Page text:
I am hearing from a lot of local producers that they’ve got a glut of pumpkins and gourds this year. I’m also seeing a lot of great-looking ornamental corn, tiny pumpkins, pretty squash, and other great decorative fall produce.
The only problem is, a lot of those producers are having a hard time moving their lovely pumpkins, squash, corn, and gourds this year.
While some of that might be due to the poor economy (maybe fewer people are pulling out all the stops on decorating this year?), I would guess that a lot of folks are picking up their fall decorations shipped in from other regions and perhaps even other countries–maybe even some of the same folks who are buying their local food weekly at farmers markets.
Why is it important to buy produce that you’re not actually going to eat from local farmers? For pretty much all the same reasons you buy that local food–supporting local farmers for one. Building the local economy, for two. Encouraging good stewardship of your local and regional land resources for three.
You see, a lot of those local pumpkins, gourds, and ornamental corn are grown in the same soils as your local food. The time and energy investment in those decorative fall crops can be just as intensive as food crops, and the farmer relies on income from selling those crops just the same as income from food crops.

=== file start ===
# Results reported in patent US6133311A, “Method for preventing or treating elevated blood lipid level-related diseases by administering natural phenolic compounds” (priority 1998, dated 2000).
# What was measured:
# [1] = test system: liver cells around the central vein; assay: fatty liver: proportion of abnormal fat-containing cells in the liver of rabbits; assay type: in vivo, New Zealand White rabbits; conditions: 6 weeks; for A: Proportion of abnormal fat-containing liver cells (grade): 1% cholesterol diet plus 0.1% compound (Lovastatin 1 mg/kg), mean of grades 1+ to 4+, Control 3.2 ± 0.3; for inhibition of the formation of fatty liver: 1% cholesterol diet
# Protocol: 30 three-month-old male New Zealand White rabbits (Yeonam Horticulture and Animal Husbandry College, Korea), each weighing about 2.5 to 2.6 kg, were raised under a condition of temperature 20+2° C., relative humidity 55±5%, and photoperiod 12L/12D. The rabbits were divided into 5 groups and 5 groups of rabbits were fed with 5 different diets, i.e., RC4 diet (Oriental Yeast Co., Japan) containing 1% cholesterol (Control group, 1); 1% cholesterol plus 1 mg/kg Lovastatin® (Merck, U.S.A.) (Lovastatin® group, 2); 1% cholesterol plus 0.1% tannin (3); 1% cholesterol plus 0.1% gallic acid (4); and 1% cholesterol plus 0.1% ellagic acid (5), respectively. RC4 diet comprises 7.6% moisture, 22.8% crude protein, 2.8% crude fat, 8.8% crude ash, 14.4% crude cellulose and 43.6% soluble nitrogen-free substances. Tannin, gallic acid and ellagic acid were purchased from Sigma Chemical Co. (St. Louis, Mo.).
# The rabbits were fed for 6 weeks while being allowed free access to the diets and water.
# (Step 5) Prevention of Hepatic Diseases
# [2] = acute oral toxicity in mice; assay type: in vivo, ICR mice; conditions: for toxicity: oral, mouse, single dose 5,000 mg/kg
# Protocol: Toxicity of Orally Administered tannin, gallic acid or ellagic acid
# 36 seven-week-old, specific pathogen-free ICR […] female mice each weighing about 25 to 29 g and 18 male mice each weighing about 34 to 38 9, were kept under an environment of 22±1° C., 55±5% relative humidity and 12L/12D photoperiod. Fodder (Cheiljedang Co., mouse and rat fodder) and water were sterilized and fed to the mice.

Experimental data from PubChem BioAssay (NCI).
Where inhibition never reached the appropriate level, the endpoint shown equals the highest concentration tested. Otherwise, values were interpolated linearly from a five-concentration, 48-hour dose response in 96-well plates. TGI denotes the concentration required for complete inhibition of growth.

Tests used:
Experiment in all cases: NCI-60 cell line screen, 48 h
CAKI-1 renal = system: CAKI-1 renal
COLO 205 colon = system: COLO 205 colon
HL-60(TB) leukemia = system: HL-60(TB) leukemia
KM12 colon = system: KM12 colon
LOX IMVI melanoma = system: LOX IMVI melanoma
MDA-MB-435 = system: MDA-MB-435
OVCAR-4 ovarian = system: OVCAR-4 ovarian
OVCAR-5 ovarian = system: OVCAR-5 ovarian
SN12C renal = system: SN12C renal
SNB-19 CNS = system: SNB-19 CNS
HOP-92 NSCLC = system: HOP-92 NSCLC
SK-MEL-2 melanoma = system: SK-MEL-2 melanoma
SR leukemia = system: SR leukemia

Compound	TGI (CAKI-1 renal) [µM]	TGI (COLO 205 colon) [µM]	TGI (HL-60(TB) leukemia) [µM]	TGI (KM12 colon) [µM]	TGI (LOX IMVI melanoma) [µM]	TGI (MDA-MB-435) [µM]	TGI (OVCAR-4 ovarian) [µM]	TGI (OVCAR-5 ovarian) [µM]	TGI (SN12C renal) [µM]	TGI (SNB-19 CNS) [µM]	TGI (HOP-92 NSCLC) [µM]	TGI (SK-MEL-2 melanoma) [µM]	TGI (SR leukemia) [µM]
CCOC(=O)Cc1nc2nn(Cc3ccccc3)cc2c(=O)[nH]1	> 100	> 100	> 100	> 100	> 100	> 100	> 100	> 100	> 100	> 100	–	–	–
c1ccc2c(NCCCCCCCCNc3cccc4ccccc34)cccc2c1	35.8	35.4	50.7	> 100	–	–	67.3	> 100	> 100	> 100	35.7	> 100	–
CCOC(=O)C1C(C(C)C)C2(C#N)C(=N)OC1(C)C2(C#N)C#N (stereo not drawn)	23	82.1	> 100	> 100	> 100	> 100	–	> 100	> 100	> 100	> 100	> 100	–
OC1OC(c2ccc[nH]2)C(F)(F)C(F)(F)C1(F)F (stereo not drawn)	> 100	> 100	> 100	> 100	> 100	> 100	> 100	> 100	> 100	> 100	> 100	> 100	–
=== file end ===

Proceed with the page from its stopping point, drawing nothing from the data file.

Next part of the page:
And while I don’t ever encourage our patrons to think of a farmers market as a place with 24/7 low-low prices, I have noticed that the prices on pumpkins, gourds, and other holiday produce are very competitive with those at the local groceries and the big box stores.
We at the Vermillion Area Farmers Market have just two weeks left in our regular season, with our last market on October 22nd–just a little over a week before Halloween. Many of those fall decoration crops keep very well, so you can stock up and be pretty darn confident that your decorations will last through the Thanksgiving holidays.
Won’t you support your local farmers and buy your holiday decorations from those same folks who bring you the great local food you’ve enjoyed all season?